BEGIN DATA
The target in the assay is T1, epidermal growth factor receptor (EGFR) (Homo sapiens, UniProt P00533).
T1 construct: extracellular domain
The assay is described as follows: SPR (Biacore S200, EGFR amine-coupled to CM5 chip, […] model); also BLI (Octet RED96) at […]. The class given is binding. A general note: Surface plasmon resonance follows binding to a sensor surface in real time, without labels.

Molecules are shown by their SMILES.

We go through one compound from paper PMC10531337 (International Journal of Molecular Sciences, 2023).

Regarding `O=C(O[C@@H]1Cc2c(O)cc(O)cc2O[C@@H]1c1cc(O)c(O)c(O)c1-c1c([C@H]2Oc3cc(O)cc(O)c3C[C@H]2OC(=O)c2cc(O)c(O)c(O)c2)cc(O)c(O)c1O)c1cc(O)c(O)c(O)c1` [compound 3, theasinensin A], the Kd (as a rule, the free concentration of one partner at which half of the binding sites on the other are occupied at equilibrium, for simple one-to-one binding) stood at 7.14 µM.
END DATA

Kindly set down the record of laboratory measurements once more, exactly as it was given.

The target in the assay is T1, epidermal growth factor receptor (EGFR) (Homo sapiens, UniProt P00533).
T1 construct: extracellular domain
The assay is described as follows: SPR (Biacore S200, EGFR amine-coupled to CM5 chip, […] model); also BLI (Octet RED96) at […]. The class given is binding. A general note: Surface plasmon resonance follows binding to a sensor surface in real time, without labels.

Molecules are shown by their SMILES.

We go through one compound from paper PMC10531337 (International Journal of Molecular Sciences, 2023).

Regarding `O=C(O[C@@H]1Cc2c(O)cc(O)cc2O[C@@H]1c1cc(O)c(O)c(O)c1-c1c([C@H]2Oc3cc(O)cc(O)c3C[C@H]2OC(=O)c2cc(O)c(O)c(O)c2)cc(O)c(O)c1O)c1cc(O)c(O)c(O)c1` [compound 3, theasinensin A], the Kd (as a rule, the free concentration of one partner at which half of the binding sites on the other are occupied at equilibrium, for simple one-to-one binding) stood at 7.14 µM.